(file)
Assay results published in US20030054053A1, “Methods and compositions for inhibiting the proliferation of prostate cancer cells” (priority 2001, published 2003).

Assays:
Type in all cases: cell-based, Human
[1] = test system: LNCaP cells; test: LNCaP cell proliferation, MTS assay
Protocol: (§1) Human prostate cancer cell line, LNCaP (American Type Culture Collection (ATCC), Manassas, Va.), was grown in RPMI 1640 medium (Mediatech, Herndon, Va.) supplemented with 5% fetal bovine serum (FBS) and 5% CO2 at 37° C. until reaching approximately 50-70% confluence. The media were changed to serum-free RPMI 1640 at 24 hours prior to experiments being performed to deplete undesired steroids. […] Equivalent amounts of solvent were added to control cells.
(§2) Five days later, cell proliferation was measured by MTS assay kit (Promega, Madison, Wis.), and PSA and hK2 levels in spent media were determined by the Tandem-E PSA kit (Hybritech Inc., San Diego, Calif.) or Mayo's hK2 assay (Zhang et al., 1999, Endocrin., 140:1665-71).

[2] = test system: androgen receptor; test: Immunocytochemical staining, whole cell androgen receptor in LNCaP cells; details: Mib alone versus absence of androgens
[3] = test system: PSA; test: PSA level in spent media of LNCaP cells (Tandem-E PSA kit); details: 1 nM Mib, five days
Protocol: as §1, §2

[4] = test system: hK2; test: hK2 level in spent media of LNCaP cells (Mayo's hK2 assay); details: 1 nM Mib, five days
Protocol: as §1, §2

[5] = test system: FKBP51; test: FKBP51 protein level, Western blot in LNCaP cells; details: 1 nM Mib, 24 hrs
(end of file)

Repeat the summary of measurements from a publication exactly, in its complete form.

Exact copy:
Assay results published in US20030054053A1, “Methods and compositions for inhibiting the proliferation of prostate cancer cells” (priority 2001, published 2003).

Assays:
Type in all cases: cell-based, Human
[1] = test system: LNCaP cells; test: LNCaP cell proliferation, MTS assay
Protocol: (§1) Human prostate cancer cell line, LNCaP (American Type Culture Collection (ATCC), Manassas, Va.), was grown in RPMI 1640 medium (Mediatech, Herndon, Va.) supplemented with 5% fetal bovine serum (FBS) and 5% CO2 at 37° C. until reaching approximately 50-70% confluence. The media were changed to serum-free RPMI 1640 at 24 hours prior to experiments being performed to deplete undesired steroids. […] Equivalent amounts of solvent were added to control cells.
(§2) Five days later, cell proliferation was measured by MTS assay kit (Promega, Madison, Wis.), and PSA and hK2 levels in spent media were determined by the Tandem-E PSA kit (Hybritech Inc., San Diego, Calif.) or Mayo's hK2 assay (Zhang et al., 1999, Endocrin., 140:1665-71).

[2] = test system: androgen receptor; test: Immunocytochemical staining, whole cell androgen receptor in LNCaP cells; details: Mib alone versus absence of androgens
[3] = test system: PSA; test: PSA level in spent media of LNCaP cells (Tandem-E PSA kit); details: 1 nM Mib, five days
Protocol: as §1, §2

[4] = test system: hK2; test: hK2 level in spent media of LNCaP cells (Mayo's hK2 assay); details: 1 nM Mib, five days
Protocol: as §1, §2

[5] = test system: FKBP51; test: FKBP51 protein level, Western blot in LNCaP cells; details: 1 nM Mib, 24 hrs